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For many people, holidays — whether that’s Christmas, Ramadan, Diwali or others — are a magical time of year. We gather with family and friends, celebrate religious traditions, and enjoy tidings of the season. Holidays are often marked with festive displays of outdoor lighting. In traditions with holidays near the winter solstice, these displays bring the joy of light to the darkness of mid-winter. But are holiday light displays light pollution, and should they concern us?
The answer depends somewhat on how we define "light pollution". There's no one definition recognized universally. The way I define it is "any adverse impact due to the use of artificial light at night". That helps separate the valuable benefits of light at night from the many known and suspected harmful effects it can have. In this sense, not all outdoor light at night is light pollution. Instead, one would consider the purpose of using light and whether an installation of light is fit for that purpose.
Of course, that calls into question the use of outdoor light at night for aesthetic reasons alone. Given what we know about the hazards of light pollution, is holiday lighting environmentally responsible? And does its popularity and social benefits outweigh any potential harms?
How much light?
Let's take a step back for the moment and consider a separate question: is light pollution from holiday lighting significant? A 2014 NASA study using Earth-orbiting satellite data suggests that it is in some parts of the world.
Researchers found that in and near many major U.S. cities, "nighttime lights shine 20 to 50 percent brighter during Christmas and New Year's when compared to light output during the rest of the year". The trend holds elsewhere in the world, too. During the Islamic month of Ramadan, nighttime lights in some Middle Eastern cities are more than 50 percent brighter than during the rest of the year.
City lights shine brighter during the holidays in the southeastern United States when compared with the rest of the year. Dark green pixels are areas where lights are 50 percent brighter, or more, during December.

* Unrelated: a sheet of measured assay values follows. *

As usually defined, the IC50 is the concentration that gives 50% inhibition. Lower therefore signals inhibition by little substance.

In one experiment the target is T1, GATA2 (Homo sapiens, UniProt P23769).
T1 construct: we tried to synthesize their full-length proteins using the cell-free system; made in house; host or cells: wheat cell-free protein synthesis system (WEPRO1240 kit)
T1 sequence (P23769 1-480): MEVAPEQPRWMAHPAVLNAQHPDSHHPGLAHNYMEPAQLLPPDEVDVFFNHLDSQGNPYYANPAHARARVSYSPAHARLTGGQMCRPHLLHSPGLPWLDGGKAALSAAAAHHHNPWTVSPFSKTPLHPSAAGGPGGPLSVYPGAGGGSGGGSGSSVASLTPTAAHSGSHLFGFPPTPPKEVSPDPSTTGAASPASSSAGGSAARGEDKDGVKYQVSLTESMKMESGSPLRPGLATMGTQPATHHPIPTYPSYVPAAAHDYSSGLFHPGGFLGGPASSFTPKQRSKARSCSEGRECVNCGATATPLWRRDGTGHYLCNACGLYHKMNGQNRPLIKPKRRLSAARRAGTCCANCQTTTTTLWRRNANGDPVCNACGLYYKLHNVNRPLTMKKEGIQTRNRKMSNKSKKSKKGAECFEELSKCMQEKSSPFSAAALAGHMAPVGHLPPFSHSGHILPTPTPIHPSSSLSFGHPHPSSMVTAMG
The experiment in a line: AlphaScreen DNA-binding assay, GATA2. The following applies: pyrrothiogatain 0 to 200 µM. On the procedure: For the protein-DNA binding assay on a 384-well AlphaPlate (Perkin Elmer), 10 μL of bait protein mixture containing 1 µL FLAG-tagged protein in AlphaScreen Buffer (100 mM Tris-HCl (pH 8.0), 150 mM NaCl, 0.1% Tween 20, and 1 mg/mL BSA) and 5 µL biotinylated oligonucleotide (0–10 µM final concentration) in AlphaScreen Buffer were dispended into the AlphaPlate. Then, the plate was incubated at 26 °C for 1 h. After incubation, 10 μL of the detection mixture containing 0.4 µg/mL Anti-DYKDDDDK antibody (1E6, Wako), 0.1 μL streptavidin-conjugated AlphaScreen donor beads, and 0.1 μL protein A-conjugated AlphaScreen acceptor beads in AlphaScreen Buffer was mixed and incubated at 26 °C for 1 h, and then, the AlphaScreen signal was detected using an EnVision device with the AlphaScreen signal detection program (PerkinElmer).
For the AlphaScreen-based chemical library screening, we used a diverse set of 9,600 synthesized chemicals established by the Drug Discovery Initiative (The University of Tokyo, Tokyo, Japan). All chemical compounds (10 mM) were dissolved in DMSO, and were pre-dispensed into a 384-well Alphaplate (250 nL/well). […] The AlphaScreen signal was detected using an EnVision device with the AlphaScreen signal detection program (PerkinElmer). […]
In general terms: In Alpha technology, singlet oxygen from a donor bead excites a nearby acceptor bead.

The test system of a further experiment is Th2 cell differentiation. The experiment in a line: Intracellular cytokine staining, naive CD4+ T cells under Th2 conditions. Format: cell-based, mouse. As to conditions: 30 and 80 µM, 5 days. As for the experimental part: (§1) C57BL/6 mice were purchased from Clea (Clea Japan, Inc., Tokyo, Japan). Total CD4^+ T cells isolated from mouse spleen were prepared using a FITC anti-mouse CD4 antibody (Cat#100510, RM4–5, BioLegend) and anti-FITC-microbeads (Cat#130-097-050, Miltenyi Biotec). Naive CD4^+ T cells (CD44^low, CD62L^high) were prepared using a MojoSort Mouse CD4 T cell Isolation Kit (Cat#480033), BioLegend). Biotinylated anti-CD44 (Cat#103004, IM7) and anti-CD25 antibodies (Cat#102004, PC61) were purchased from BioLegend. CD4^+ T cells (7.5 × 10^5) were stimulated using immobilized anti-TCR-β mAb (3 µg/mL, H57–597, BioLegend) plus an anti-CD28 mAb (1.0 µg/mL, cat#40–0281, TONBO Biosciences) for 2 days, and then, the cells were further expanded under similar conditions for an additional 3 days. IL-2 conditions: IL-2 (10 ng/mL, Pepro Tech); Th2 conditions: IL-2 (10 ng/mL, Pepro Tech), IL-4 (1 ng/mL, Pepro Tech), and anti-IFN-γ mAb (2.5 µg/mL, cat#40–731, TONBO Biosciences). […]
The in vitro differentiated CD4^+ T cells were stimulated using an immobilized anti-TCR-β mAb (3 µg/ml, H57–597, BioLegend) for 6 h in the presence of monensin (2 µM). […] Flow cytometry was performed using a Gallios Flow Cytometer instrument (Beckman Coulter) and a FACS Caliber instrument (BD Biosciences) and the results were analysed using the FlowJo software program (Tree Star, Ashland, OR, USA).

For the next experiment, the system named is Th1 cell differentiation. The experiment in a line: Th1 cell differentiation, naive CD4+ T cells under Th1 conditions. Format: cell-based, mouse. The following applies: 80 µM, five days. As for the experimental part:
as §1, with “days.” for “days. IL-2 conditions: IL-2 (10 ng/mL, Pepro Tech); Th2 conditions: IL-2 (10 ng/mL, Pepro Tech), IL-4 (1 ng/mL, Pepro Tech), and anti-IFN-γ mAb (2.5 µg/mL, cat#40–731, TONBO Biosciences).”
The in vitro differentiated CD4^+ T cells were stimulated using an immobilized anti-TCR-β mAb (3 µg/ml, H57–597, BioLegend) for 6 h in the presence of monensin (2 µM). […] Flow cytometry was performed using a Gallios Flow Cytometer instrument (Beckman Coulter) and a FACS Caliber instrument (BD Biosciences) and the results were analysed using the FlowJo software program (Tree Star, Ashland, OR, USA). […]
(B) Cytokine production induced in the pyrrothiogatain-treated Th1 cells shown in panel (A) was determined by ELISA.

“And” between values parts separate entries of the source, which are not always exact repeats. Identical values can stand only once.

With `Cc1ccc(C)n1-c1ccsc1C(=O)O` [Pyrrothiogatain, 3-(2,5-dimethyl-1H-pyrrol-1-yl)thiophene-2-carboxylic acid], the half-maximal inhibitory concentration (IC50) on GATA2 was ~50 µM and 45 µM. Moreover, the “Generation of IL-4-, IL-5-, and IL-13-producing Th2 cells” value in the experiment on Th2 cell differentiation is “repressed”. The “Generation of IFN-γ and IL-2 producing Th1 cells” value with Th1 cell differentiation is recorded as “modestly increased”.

Credits: NASA's Earth Observatory/Jesse Allen
Does this lighting yield "adverse impacts" on the nighttime environment? We know very little about that. To the extent that we understand how light emissions on the ground become skyglow, the brightening of the night sky that makes it difficult to see the stars, we should expect brighter skies during holiday periods.
Other environmental influences complicate the picture. For example, winter weather at higher latitudes often means snow and ice on the ground. This makes surfaces more reflective, directing more artificial light upward into the night sky. Clouds overhead further "amplify" the effect and raise the brightness at ground level.
Typical holiday lighting is unshielded, meaning that it emits light uniformly in all directions. Yet, it is often low-intensity; for example, think of the soft glow of string- or festoon-type lights. The color of light also influences the significance of light pollution. Multicolored holiday lights can thus yield more or less of an effect.
Don't get the holiday blues
Given these characteristics of holiday lighting, should we worry? Given the short duration of most holiday seasons, the answer is probably "no". The threat of light pollution is small compared to other kinds of lighting operated all night long on every night of the year. Except for installations in and near ecologically sensitive places, most holiday lighting is not a cause for special concern. It is yet possible to enjoy the warm feelings of holiday lights without causing undue environmental harm.
There are several things that users of holiday lighting can do to make it a little more friendly to the night. First, user fewer lights overall. "That first string of lights you put out, it adds a lot of holiday cheer," says University of British Columbia business professor David Hardisty. "Having one string of lights up versus none makes a big difference. Having having six strings of light versus having five barely makes any difference."
Second, consider the color of lights and avoid excessive use of lights that have a more "cool" or blue appearance. Blue light is most harmful to wildlife and contributes more than other colors to skyglow. If you use white lighting, select warmer lights that are close in color to a candle flame. Such lights are easier on the eyes at night.
Lastly, control outdoor holiday lighting with timers and turn it off completely at bedtime. Lights illuminated all night long benefit no one and simply waste electricity. Instead, only run the lighting during the hours when people are generally outside at night to enjoy them.
The responsible use of special lighting displays during holiday seasons exemplifies a bigger idea. Proper design, installation and operation of lighting for many applications can reduce light pollution. We serve clients who want to turn this idea into their reality. Contact us today to find out how we can help.
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